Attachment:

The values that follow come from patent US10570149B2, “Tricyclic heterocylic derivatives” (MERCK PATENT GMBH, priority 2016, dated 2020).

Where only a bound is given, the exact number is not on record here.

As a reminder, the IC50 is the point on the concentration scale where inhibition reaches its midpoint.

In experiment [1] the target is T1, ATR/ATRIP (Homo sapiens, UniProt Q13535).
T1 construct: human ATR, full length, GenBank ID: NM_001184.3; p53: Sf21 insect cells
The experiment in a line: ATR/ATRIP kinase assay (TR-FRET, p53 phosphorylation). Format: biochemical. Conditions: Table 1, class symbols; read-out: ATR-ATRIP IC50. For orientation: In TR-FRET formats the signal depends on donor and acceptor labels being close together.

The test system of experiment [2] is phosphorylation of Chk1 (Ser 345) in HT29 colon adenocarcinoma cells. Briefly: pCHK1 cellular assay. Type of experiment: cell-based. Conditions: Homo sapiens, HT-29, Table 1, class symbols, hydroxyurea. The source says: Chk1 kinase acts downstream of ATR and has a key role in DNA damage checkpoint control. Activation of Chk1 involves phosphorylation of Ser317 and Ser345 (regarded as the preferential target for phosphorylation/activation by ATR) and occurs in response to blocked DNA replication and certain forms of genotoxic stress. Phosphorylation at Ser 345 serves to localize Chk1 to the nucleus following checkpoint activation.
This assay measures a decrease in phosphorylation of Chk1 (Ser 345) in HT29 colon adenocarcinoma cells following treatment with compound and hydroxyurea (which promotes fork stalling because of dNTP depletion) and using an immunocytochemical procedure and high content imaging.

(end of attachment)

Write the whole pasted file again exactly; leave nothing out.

The values that follow come from patent US10570149B2, “Tricyclic heterocylic derivatives” (MERCK PATENT GMBH, priority 2016, dated 2020).

Where only a bound is given, the exact number is not on record here.

As a reminder, the IC50 is the point on the concentration scale where inhibition reaches its midpoint.

In experiment [1] the target is T1, ATR/ATRIP (Homo sapiens, UniProt Q13535).
T1 construct: human ATR, full length, GenBank ID: NM_001184.3; p53: Sf21 insect cells
The experiment in a line: ATR/ATRIP kinase assay (TR-FRET, p53 phosphorylation). Format: biochemical. Conditions: Table 1, class symbols; read-out: ATR-ATRIP IC50. For orientation: In TR-FRET formats the signal depends on donor and acceptor labels being close together.

The test system of experiment [2] is phosphorylation of Chk1 (Ser 345) in HT29 colon adenocarcinoma cells. Briefly: pCHK1 cellular assay. Type of experiment: cell-based. Conditions: Homo sapiens, HT-29, Table 1, class symbols, hydroxyurea. The source says: Chk1 kinase acts downstream of ATR and has a key role in DNA damage checkpoint control. Activation of Chk1 involves phosphorylation of Ser317 and Ser345 (regarded as the preferential target for phosphorylation/activation by ATR) and occurs in response to blocked DNA replication and certain forms of genotoxic stress. Phosphorylation at Ser 345 serves to localize Chk1 to the nucleus following checkpoint activation.
This assay measures a decrease in phosphorylation of Chk1 (Ser 345) in HT29 colon adenocarcinoma cells following treatment with compound and hydroxyurea (which promotes fork stalling because of dNTP depletion) and using an immunocytochemical procedure and high content imaging.